Home Care Instructions 
holistic biological iaomt dentist charlotte, nc
Paul Plascyk, D.D.S.

If you understand the facts, you know that keeping your mouth clean 
and healthy is as important as proper nutrition and exercise!

There are two things that will prevent future dental disease once existing dental disease is treated:

    1) A balanced bite or occlusion (click)

    2) Proper home care (brushing and flossing) (below).

The following steps are recommended to 
properly clean your teeth each day. 

(Each procedure is described in more detail further down the page.

1) Brush at least twice each day with an Oral-B Professional Care Toothbrush (model 1000 or higher) with a Sensitive Head. One time brush with toothpaste, the other time brush with a mouthwash of your choice.  

2) Floss once per day.

3) Irrigate ("Waterpik") 1 time per day (optional).
                Note: Irrigations does not replace flossing.

(For the record, the following is my (Dr. Plascyk) daily home care routine:
    1) After breakfast I brush for 2 minutes with mouth wash.  
    2) After dinner I brush for 4 minutes with toothpaste (low abrasion). Then I floss with the Reach or Listerine Floss stick. Then I rinse with mouthwash. 

  *Note: The mouthwash I use is whatever my wife happened to buy. I am not picky. You use whatever you want, as long as it kills the bugs.)

 Detailed Home Care Instructions


Three important points:

1) Use a Oral-B powered toothbrush with a Sensitive head.

You can get your Oral-B toothbrush and replacement heads any where you want, but the link below will give details about the products before you buy. Also, Oral-B has tooth brushes with all kinds of bells and whistles. There is no need to spend the extra money for them. All you need is a "Pro 1000 Rechargeable Electric Toothbrush". This will have all the features you need. Also, you should only be using the  "Sensitive Clean Replacement Brush Head"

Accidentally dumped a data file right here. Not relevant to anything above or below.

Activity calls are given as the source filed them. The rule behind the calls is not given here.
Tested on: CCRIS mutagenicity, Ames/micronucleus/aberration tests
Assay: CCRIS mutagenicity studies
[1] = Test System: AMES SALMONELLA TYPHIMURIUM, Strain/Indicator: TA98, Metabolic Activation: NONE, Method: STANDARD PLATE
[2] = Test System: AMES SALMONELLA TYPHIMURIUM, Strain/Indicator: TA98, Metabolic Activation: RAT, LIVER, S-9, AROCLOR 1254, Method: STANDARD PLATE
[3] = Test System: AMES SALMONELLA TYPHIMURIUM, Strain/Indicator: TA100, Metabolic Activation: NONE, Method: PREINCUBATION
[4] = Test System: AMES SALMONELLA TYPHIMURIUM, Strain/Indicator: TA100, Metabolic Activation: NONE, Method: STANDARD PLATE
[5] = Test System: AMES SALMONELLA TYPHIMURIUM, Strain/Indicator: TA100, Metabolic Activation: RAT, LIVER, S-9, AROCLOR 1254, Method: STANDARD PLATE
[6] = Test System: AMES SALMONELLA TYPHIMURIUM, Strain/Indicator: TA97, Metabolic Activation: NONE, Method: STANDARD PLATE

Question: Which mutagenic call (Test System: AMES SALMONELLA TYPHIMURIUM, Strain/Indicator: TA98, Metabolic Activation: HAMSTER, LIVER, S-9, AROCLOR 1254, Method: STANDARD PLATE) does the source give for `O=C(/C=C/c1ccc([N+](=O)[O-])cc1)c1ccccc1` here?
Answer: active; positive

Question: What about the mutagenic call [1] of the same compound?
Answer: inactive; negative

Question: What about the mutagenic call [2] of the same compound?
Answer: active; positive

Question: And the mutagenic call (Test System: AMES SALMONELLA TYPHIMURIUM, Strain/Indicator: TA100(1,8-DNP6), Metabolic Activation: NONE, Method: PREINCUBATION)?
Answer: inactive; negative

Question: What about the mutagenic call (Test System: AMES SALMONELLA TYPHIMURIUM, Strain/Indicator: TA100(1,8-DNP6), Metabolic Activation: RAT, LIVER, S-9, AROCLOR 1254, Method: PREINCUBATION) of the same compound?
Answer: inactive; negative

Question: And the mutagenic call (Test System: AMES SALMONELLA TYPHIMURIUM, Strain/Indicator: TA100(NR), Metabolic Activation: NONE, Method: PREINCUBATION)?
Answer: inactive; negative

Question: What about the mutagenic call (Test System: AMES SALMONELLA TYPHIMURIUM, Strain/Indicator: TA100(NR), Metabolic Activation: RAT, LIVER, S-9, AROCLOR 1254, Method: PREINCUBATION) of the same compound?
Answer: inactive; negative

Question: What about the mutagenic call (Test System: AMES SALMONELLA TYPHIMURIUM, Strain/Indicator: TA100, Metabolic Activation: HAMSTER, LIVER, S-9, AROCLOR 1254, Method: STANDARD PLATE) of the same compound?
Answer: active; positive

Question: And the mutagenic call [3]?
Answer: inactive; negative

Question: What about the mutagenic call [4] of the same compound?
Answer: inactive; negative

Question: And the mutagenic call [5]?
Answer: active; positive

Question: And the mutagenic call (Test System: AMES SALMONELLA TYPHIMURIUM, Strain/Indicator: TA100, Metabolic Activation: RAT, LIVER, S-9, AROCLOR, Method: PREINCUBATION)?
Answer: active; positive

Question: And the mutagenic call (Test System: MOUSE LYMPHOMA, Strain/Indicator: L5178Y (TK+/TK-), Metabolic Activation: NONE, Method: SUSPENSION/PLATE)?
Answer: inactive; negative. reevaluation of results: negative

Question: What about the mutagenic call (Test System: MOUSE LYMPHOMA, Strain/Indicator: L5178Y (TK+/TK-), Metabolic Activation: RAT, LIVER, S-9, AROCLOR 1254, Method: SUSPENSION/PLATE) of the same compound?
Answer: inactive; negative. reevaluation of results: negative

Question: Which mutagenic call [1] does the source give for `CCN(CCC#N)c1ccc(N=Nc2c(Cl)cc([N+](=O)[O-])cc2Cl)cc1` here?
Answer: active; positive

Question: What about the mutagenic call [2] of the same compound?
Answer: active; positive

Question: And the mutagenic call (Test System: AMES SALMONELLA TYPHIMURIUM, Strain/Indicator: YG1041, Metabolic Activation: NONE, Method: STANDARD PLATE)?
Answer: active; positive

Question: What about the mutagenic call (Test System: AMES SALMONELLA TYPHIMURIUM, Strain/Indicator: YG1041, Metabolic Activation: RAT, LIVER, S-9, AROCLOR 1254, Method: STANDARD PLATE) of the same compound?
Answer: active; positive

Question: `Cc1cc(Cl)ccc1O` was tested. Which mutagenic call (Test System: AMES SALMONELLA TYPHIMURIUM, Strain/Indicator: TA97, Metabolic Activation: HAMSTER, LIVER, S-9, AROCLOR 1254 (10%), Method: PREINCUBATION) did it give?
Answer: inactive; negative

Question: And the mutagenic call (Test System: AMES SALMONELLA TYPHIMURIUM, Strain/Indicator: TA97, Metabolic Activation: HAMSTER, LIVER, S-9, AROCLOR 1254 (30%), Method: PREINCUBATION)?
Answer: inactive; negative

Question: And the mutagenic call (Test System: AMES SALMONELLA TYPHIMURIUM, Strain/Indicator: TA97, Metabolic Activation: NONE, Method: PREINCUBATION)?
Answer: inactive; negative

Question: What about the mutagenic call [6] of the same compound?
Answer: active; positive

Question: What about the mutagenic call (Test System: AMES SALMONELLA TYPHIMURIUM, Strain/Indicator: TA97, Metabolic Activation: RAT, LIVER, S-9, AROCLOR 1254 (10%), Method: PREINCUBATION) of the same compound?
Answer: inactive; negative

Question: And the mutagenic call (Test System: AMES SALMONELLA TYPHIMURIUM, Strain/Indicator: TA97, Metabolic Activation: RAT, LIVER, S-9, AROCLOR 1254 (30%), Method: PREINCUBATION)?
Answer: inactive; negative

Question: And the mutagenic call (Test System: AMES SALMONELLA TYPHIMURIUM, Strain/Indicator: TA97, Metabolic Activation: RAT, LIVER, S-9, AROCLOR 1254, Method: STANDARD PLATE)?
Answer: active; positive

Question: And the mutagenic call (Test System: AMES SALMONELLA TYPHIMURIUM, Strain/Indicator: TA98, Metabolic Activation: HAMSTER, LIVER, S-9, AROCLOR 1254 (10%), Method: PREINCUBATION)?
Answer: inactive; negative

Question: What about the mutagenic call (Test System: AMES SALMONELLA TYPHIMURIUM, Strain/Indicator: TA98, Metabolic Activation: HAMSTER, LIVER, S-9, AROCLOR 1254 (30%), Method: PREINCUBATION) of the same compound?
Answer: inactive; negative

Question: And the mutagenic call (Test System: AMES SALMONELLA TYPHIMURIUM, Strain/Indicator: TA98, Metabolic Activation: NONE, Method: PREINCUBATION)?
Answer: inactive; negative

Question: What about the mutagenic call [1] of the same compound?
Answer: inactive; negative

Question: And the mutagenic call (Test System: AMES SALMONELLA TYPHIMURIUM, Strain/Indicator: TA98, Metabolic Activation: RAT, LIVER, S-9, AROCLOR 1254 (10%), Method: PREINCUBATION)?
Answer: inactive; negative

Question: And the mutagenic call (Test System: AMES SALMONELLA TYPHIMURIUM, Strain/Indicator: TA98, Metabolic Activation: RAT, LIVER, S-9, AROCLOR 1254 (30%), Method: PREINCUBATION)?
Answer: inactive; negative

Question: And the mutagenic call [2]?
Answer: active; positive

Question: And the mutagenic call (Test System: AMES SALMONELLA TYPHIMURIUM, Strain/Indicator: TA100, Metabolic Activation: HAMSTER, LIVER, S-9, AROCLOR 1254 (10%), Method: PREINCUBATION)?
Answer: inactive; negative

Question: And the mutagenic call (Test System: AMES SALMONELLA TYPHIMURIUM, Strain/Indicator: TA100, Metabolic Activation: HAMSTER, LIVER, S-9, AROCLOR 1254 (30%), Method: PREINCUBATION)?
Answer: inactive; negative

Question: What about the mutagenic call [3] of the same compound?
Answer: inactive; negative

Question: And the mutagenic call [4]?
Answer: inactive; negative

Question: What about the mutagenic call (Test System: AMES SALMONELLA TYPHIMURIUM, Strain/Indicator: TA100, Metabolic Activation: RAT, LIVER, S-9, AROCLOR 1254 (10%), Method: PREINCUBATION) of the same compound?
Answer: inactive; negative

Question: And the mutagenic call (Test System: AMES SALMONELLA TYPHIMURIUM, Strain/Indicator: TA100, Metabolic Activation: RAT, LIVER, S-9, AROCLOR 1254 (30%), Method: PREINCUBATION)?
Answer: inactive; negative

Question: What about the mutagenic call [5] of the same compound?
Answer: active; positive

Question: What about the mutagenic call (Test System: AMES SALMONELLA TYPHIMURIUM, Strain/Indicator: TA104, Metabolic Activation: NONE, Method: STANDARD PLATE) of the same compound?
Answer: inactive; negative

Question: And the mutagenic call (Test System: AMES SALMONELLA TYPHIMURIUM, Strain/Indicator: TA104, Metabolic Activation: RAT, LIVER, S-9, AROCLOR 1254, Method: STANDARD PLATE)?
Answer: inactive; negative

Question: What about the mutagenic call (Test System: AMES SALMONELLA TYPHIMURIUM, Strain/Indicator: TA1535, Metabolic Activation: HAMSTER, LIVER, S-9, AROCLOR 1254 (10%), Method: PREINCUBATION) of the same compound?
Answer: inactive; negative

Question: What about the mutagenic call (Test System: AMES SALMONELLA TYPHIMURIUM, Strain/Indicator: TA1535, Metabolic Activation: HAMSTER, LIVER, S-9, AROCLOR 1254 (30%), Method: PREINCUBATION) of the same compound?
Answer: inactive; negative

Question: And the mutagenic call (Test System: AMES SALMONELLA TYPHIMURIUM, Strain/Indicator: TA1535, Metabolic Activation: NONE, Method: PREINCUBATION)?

oralb.com (click)

2) Use straight (unworn) tooth brush bristles.

 good                                   replace

The following video shows how to brush with a Braun Oral-B powered toothbrush:

Two harmful effects of incorrect tooth brushing:

1) Toothbrush recession

2) Toothpaste abrasion

1) Toothbrush recession:

Gum recession occurs when the gum tissue on the neck of the tooth "shrinks" away from the crown of the tooth and exposes the root.

gum recession 

Gum recession is caused by the type of toothbrush bristle used. A bristle that does not cause recession must: 

    1) be thin (commonly referred to as "soft") 

    2) have rounded and polished tips (most soft bristles do not have this)

Microscopic view of a rounded and polished bristle tip. 

Microscopic view of non-rounded unpolished bristle tip.

The Oral-B  "Sensitive Clean Replacement Brush Headhas rounded and polished bristle tips.  

2) Toothpaste abrasion:

Abrasion is caused by the overly abrasive particles in toothpaste.  

The next video (below) discusses tooth paste abrasion and the enamel pellicle (also known as the dental pellicle, the acquired pellicle or just pellicle). As the video explains, you do not want to remove the pellicle when you brush our teeth. Highly abrasive toothpaste remove the pellicle which makes the tooth prone to abrasion (wear) and sensitivity.